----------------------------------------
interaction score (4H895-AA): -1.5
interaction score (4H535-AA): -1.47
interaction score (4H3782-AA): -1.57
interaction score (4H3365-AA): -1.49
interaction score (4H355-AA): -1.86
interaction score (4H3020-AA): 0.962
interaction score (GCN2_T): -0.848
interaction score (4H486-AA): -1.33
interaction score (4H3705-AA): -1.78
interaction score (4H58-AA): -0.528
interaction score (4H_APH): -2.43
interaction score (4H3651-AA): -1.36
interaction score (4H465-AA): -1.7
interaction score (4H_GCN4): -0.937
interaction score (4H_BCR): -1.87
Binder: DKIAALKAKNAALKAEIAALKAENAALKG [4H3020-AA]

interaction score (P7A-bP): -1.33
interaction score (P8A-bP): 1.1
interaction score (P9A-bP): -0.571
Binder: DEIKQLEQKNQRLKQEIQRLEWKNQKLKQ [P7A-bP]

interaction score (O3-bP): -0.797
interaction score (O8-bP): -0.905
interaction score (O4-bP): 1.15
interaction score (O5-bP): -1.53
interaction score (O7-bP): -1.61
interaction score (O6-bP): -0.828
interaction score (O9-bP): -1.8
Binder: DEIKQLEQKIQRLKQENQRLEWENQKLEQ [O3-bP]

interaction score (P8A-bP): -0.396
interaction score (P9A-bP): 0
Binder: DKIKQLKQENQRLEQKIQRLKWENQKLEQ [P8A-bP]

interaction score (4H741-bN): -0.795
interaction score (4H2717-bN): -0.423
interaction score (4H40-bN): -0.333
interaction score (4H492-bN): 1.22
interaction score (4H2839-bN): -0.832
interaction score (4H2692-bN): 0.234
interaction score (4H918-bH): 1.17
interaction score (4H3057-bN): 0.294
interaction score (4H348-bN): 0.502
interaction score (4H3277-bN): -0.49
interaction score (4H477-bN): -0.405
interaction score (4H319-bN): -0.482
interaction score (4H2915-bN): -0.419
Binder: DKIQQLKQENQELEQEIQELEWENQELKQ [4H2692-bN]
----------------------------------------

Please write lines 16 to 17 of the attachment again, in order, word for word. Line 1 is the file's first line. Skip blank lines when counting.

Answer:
Binder: DKIAALKAKNAALKAEIAALKAENAALKG [4H3020-AA]

interaction score (P7A-bP): -1.33